“I just think the way that Bar Louie has embraced the culture of bar first with an amazing food menu slightly behind that, I think it's a unique position for this brand, and I think it's one of the things that allows it to succeed for the future," says Bar Louie CEO Brian Wright. 

In recent weeks Bar Louie has seen its traffic slow because of inflationary pricing, but not in the double digits. Wright attributes it to the fact that Bar Louie gives customers an experiential place for friends/family to gather, as opposed to simply offering a dining out occasion.

“We're clearly a brand, there's no doubt across 20 states, but at the end of the day, we want to feel like your community bar and your community-gathering space,” Wright says. “And even a lot of our locations, which is part of our strategy going forward, you'll find murals that tie it to that location or some of the surrounding area that makes it feel like it's your local Bar Louis. I think that's one of the things that has helped us through even these challenging times here as of recent is, sometimes people just shake off the stresses of the day or the time and they love to just go out and go to that getaway for a few moments.”

Wright entered Bar Louie with more than 35 years of experience, including past stops as CEO of Tijuana Flats and Bertucci’s, COO of Au Bon Pain, president of Chevys Fresh Mex Restaurants, senior vice president of operations for Einstein Bros Bagels, and vice president of operations for Boston Market. In those decades of leadership, he first and foremost learned the value of building people and culture, and Bar Louie holds the same priority. In January, the chain announced a new General Manager Benefits Program in which leaders are eligible for a three-week sabbatical every three years, continuing educational support, an annual vacation subsidy, and a $500 quarterly wellness allowance.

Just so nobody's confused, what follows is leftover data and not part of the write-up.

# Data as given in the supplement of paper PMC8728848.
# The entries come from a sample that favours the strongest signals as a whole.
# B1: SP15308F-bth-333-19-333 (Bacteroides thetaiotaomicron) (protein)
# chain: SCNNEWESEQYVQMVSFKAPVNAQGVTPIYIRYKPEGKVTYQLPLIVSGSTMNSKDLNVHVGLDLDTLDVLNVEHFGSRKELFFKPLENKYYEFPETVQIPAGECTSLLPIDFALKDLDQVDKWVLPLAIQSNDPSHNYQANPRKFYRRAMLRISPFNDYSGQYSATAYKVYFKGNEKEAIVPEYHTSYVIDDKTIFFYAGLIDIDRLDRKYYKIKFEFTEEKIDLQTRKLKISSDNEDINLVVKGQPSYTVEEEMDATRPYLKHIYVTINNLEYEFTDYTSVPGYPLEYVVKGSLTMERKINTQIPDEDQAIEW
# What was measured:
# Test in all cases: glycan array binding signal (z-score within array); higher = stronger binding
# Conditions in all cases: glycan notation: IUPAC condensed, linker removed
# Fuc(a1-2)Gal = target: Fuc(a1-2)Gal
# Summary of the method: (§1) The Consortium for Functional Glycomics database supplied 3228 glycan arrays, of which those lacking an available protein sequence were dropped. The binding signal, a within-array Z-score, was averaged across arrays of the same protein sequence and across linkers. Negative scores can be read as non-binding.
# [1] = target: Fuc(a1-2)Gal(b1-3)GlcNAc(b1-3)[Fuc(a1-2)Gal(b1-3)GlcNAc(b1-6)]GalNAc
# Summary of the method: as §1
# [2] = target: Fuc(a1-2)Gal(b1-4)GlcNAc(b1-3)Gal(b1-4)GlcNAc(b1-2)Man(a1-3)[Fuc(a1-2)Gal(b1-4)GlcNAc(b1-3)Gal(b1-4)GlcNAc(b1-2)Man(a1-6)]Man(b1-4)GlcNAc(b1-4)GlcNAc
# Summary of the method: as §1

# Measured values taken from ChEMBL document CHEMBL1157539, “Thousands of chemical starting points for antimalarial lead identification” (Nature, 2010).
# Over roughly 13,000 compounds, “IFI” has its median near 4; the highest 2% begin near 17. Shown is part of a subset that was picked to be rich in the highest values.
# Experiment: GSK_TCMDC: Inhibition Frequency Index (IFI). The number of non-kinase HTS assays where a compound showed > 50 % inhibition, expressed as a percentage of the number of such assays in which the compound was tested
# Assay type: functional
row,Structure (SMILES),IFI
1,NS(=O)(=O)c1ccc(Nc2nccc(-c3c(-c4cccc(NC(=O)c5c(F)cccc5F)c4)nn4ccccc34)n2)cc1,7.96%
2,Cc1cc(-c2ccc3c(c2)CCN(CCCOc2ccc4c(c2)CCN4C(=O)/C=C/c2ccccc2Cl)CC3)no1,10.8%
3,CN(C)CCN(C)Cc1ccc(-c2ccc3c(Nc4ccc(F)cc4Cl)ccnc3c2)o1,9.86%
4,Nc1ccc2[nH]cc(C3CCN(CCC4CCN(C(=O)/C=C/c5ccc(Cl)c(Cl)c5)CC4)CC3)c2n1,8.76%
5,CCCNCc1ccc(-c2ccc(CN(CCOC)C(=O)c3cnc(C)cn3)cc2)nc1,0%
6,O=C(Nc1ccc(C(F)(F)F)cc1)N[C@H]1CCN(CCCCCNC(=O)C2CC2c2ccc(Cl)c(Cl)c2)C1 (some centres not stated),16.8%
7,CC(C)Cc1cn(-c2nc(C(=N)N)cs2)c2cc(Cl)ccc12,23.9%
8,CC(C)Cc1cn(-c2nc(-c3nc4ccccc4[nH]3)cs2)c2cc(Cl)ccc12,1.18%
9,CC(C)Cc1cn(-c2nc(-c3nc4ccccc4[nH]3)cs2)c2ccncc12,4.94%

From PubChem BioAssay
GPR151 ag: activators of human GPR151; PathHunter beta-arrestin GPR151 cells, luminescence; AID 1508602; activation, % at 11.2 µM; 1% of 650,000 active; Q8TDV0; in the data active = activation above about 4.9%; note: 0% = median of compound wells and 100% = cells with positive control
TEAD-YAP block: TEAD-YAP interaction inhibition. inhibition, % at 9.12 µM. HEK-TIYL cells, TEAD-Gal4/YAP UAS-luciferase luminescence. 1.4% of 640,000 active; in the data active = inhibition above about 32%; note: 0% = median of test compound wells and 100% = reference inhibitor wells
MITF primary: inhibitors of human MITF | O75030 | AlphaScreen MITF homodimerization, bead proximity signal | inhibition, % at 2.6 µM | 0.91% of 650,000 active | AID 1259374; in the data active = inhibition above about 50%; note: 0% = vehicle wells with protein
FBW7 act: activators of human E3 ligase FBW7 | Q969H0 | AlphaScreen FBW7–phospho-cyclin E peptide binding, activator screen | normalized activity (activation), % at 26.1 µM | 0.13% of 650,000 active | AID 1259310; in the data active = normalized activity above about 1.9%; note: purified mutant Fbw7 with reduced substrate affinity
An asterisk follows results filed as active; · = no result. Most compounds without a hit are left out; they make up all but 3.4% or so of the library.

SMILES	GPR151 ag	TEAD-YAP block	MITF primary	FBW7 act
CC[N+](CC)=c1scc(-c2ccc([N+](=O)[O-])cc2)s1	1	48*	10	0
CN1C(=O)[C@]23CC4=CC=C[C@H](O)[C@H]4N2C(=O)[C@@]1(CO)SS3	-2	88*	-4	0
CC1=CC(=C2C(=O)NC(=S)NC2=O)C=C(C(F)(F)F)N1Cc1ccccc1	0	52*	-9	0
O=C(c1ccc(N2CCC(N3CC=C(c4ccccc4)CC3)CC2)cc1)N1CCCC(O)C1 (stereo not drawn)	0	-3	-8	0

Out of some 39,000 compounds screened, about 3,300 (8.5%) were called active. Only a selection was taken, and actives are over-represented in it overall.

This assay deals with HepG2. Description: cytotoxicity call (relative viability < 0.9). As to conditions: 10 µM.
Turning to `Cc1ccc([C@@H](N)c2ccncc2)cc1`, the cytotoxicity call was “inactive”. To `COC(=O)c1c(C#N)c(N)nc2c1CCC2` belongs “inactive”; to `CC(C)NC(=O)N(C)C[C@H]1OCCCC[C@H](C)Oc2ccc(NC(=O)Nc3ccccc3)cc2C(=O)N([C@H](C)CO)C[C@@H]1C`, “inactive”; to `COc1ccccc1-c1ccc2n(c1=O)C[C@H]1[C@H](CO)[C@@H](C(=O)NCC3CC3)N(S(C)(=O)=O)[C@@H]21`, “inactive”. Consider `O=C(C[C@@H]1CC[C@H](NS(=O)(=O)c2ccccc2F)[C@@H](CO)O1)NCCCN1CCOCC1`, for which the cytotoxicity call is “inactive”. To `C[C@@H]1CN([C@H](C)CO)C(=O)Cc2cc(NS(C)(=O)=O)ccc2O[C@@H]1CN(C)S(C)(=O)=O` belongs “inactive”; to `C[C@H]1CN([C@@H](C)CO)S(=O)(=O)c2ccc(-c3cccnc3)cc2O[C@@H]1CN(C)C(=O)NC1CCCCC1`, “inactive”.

The executive also wants to work on redesigning layouts and aesthetics. In December 2021, Bar Louie revealed an enhanced prototype in Denver, with new colors, lighting, booths, tables, chairs, and barstools, renovated bathrooms, a takeout/delivery station, and upgraded kitchen equipment. To incorporate a neighborhood feel, the restaurant enlisted famous Denver muralist Randy Segura to paint a floor-to-ceiling art piece. 

Wright is concerned with evolving and modernization because he knows franchisees are, as well. Many operators are already inquiring about growth plans—both existing and prospective.

“We have a number of people who have purchased nicer hotels and are wanting Bar Louis to be the concept tied to it,” Wright says. “In addition to that, we're getting calls from a number of airports where they would like to have a Bar Louis in their airports. So not only just that traditional piece of real estate on the corner of main and main, but all of these different nontraditional types of growth patterns or growth opportunities. It was a very pleasant surprise. Not that I didn't think people were attracted to the brand, I just didn't know that many people were knocking on our door, so that was exciting.”

Wright says Bar Louie is still “knee deep in the overall architecture of the plan,” but he would like to see new stores starting in the mid-to-late part of 2023, and acceleration from there. The company is setting up meetings with design firms and looking at several ways the chain could look in the future.

“I just think the way that Bar Louie has embraced the culture of bar first with an amazing food menu slightly behind that, I think it's a unique position for this brand, and I think it's one of the things that allows it to succeed for the future," Wright says.